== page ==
Eugene Sadler-Smith, Plymouth Business School,  UK.

Scholars have argued that as a distinctive section of the business community, entrepreneurs are likely to share some common characteristics (e.g.: Chell, Haworth and Brearley, 1991).  Previous research has included locus of control (e.g.: Furnham, 1986), risk-taking behaviour (e.g.: Miller and Friesen, 1982) and need for achievement (e.g.: Hornaday and Bunker, 1970; Smith and Miner, 1984).  More recent research adopting a cognitive perspective suggests that entrepreneurs may process information differently from managers in larger organizations (e.g.: Busenitz and Barney, 1996).  For example, Allinson, Chell and Hayes (2000) proposed that cognitive style (an individual's preferred way of processing information) might be an alternative way of differentiating entrepreneurs from non-entrepreneurs.

The purpose of this research was to build upon previous work by: (i) exploring the role of cognitive style as a means of conceptualising entrepreneurial traits; (ii) examining the relationship between cognitive style and a variety of measures of organizational performance.  It was hypothesized that: (i) the cognitive styles of managers in higher growth companies will be more intuitive and more global than those of managers in lower growth companies; (ii) the cognitive styles of managers in lower
growth companies will be more rational and more local than those of managers in higher growth companies.  Four cognitive style instruments were used in the research: (i) the local and global scales from the Mental Self Government (MSG) questionnaire (Sternberg, 1997); (ii) the rational and intuitive scales from the General Decision Making Style (GDMS) questionnaire (Scott and Bruce, 1995).  Demographic information and company performance data also were gathered.  A questionnaire survey form was mailed to a sample of owner managers in smaller firms and 141 usable responses were received.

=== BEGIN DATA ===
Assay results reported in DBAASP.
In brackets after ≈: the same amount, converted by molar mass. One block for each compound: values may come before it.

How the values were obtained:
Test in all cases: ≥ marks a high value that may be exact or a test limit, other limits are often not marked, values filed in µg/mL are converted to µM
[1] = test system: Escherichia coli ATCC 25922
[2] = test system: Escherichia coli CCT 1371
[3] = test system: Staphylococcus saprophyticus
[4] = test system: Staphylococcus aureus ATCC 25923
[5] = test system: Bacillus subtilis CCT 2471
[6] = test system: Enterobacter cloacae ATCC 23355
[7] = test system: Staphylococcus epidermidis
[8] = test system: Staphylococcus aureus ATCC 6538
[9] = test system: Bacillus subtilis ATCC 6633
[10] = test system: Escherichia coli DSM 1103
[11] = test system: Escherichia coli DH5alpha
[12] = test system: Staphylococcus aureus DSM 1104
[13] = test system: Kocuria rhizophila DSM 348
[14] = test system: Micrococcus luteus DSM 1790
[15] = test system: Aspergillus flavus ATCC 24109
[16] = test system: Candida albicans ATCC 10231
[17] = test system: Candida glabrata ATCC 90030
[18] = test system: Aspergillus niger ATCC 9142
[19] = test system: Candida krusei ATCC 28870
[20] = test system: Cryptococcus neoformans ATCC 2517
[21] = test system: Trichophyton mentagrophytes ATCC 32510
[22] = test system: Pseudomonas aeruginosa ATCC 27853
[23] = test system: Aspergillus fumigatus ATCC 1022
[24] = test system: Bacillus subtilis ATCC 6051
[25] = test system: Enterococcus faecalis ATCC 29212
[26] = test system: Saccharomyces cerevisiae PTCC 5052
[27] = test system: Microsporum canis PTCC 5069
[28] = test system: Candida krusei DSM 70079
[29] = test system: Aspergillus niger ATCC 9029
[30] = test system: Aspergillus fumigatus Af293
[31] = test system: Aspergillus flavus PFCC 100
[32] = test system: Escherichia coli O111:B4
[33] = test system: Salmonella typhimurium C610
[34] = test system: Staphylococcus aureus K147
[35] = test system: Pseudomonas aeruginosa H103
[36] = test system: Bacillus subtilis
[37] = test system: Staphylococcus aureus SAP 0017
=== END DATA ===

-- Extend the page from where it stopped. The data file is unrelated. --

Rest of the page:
Scale inter-correlations were low suggesting that the four cognitive styles measures used are independent constructs.  In order to test the two research hypotheses the cognitive style variables and controls (years trading, size and sector) were regressed separately on the financial and non-financial performance measures.  The regression model for financial performance was statistically significant.  The results offered support for the hypothesis that managers in higher growth companies adopt cognitive style that are more intuitive and more global than those of their lower growth counterparts.

The results did not support the view that managers in lower growth companies are more rational and more local in their cognitive styles than are their higher growth counterparts.  The research supported the view that "successful entrepreneurs adopt an intuitive approach to information processing" (Allinson, Chell and Hayes, 2000: p.41).  The implications of
these results for the theory and practice of cognitive style,entrepreneurship and small business management, as well as for future
research, are discussed.

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